With respect to the memory function of a given discharge panel, the allowable distance or spacing between the dielectric surfaces depends, inter alia, on the frequency of the alternating current supply, the distance typically being greater for lower frequencies.
While the prior art does disclose gaseous discharge devices having externally positioned electrodes for initiating a gaseous discharge, sometimes called "electrodeless discharge", such prior art devices utilized frequencies and spacing or discharge volumes and operating pressures such that although discharges are initiated in the gaseous medium, such discharges are ineffective or not utilized for charge generation and storage at higher frequencies; although charge storage may be realized at lower frequencies, such charge storage has not been utilized in a display/memory device in the manner of the Bitzer-Slottow or Baker, et al. invention.
The term "memory margin" is defined herein as ##EQU1## where Vf is the half amplitude of the smallest sustaining voltage signal which results in a discharge every half cycle, but at which the cell is not bi-stable and VE is the half amplitude of the minimum applied voltage sufficient to sustain discharges once initiated.
It will be understood that the basic electrical phenomenon utilized in this invention is the generation of charges (ions and electrons) alternately storable at pairs of opposed or facing discrete points or areas on a pair of dielectric surfaces backed by conductors connected to a source of operating potential. Such stored charges result in an electrical field opposing the field produced by the applied potential that created them and hence operate to terminate ionization in the elemental gas volume between opposed or facing discrete points or areas of dielectric surface. The term "sustain a discharge" means producing a sequence of momentary discharges, at least one discharge for each half cycle of applied alternating sustaining voltage, once the elemental gas volume has been fired, to maintain alternate storing of charges at pairs of opposed discrete areas on the dielectric surfaces.
As used herein, a cell is in the "on state" when a quantity of charge is stored in the cell such that on each half cycle of the sustaining voltage, a gaseous discharge is produced. In addition to the sustaining voltage, other voltages may be utilized to operate the panel.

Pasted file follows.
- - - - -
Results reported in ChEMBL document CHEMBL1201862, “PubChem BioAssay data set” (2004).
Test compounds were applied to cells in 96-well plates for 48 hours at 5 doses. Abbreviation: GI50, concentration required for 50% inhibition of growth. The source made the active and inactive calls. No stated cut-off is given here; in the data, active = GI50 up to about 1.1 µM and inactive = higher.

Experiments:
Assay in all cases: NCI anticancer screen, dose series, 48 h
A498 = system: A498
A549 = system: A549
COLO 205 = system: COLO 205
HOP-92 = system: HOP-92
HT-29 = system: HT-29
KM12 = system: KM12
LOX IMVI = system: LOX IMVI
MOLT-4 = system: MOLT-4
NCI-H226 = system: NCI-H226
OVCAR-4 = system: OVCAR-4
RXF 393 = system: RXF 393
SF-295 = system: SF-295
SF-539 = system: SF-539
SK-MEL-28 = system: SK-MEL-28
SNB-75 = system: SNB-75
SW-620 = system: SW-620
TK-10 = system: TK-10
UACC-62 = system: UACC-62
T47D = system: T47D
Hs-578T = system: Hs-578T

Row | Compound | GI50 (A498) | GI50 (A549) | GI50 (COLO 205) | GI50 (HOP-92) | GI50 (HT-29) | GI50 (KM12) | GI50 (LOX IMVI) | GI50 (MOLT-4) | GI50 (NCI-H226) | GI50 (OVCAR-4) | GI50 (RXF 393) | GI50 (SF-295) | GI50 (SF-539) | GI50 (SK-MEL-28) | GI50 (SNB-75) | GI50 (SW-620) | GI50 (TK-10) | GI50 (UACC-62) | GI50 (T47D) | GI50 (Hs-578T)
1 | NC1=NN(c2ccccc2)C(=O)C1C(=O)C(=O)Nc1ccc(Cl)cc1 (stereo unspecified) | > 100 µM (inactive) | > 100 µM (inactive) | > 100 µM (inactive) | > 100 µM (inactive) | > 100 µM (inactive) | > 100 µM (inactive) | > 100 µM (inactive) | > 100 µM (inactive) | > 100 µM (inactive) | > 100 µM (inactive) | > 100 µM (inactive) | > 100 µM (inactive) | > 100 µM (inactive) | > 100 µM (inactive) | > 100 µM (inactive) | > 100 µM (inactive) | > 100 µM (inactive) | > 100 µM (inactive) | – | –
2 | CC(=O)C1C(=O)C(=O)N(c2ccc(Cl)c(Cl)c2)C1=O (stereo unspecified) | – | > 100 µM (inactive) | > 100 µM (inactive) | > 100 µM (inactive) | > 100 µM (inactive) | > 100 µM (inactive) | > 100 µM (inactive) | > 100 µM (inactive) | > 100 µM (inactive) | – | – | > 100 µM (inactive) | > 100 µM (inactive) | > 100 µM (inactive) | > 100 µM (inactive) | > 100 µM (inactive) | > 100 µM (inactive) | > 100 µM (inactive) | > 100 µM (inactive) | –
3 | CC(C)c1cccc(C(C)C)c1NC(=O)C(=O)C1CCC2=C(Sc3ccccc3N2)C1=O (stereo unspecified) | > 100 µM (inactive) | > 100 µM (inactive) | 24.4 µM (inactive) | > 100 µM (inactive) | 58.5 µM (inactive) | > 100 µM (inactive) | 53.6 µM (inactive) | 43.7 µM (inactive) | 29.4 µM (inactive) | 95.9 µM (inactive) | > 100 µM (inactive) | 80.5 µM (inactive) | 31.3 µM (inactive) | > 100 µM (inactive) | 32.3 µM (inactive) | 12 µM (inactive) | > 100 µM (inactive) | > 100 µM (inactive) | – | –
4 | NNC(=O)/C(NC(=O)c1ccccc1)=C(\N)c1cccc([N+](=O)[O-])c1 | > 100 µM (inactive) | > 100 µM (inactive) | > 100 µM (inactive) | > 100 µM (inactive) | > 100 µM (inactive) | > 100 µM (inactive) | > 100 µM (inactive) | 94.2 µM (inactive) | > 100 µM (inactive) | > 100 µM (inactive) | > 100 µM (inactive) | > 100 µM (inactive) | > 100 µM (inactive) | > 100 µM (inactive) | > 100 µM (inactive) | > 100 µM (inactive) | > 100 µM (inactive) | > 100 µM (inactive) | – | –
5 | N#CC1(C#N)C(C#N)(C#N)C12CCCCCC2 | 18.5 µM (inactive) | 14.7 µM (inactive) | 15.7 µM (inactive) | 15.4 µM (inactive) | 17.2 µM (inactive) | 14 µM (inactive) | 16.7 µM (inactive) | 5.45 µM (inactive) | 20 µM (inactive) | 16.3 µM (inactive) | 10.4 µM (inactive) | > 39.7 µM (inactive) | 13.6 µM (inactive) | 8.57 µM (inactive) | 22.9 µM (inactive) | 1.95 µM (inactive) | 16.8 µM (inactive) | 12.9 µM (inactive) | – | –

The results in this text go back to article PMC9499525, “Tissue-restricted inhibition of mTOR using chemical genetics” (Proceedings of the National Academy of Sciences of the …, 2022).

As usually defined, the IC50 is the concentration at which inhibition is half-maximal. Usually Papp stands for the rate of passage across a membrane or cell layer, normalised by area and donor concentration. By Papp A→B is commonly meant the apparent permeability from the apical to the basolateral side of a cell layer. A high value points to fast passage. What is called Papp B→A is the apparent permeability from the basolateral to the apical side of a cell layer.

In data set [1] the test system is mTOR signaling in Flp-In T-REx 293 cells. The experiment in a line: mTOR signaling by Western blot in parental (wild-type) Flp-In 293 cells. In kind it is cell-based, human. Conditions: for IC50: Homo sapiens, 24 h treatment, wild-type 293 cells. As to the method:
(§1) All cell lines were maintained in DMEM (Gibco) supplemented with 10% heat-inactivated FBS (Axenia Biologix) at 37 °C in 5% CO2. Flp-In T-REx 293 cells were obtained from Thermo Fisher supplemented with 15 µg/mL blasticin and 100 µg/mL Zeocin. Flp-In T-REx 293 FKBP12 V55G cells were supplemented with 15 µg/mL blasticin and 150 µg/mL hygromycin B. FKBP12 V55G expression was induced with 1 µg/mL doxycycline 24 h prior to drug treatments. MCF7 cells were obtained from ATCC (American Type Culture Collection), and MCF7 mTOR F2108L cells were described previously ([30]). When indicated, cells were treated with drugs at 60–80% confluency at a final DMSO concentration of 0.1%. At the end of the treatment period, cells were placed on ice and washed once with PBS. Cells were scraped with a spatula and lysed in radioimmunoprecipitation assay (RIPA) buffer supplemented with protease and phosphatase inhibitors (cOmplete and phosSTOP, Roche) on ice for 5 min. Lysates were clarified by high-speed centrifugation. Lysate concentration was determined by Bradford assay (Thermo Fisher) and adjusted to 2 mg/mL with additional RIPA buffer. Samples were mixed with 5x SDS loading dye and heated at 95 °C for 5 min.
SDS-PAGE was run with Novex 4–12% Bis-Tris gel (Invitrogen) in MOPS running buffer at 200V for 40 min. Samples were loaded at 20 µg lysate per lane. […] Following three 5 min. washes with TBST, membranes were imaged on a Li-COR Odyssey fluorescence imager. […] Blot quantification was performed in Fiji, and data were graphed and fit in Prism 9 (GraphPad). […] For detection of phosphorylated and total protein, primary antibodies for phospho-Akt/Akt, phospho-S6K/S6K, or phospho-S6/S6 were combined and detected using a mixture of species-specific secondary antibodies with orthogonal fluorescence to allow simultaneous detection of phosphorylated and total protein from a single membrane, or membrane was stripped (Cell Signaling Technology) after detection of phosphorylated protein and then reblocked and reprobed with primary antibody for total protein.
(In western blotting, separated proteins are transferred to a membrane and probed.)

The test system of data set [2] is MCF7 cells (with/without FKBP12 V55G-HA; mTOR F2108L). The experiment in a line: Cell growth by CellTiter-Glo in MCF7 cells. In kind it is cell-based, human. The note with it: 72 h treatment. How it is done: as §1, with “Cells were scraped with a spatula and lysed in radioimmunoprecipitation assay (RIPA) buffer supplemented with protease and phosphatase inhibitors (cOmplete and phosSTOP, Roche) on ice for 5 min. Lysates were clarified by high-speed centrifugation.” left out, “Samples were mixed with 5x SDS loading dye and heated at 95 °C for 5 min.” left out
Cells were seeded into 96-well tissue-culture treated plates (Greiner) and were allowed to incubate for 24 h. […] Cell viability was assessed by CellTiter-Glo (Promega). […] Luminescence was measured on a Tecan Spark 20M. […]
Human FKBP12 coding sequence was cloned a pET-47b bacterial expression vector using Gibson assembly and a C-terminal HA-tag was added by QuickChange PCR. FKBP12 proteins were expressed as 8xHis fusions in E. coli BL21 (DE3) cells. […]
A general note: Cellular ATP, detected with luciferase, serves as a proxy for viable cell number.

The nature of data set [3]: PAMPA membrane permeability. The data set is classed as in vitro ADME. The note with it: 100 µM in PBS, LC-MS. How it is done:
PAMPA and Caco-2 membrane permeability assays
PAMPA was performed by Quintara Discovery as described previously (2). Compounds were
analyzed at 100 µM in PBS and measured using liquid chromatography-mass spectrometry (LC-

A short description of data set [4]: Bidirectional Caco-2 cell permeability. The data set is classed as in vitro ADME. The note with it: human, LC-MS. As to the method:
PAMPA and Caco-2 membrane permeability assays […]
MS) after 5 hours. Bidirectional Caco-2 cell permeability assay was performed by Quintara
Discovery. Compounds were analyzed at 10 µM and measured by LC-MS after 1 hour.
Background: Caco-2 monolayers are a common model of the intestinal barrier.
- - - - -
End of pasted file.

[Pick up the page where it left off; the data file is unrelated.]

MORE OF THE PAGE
In the operation of a multiple gaseous discharge device, of the type described hereinbefore, it is necessary to condition the discrete elemental gas volume of each discharge cell by supplying at least one free electron thereto such that a gaseous discharge can be initiated when the cell is addressed with an appropriate voltage signal. The prior art has disclosed and practiced various means for conditioning gaseous discharge cells.
One external conditioning method comprises the use of external radiation, such as flooding part or all of the gaseous medium of the panel with ultraviolet radiation. This external conditioning method has the obvious disadvantage that it is not always convenient or possible to provide external radiation to a panel, especially if the panel is in a remote position. Likewise, an external UV source required auxiliary equipment. Accordingly, the use of internal conditioning is generally preferred.
One internal conditioning means comprises using internal radiation, such as by the inclusion of a radioactive material.
For the fabrication, structure, and operation of a multiple gas discharge display/memory device, reference is made to U.S. Pat. Nos. 3,499,167 issued to Baker et al; 3,559,190 issued to Bitzer et al; 3,603,836 issued to Grier; 3,631,287 issued to Hoehn; 3,634,719 issued to Ernsthausen; 3,787,106 issued to Schermerhorn; 3,806,761 issued to Bode et al; 3,701,184 issued to Grier; 3,746,420 issued to Baker et al; 3,823,393 issued to Byrum et al; 3,762,901 issued to Salisbury et al; and 3,749,959 issued to Schmersal et al; all of which patents are hereby incorporated by reference.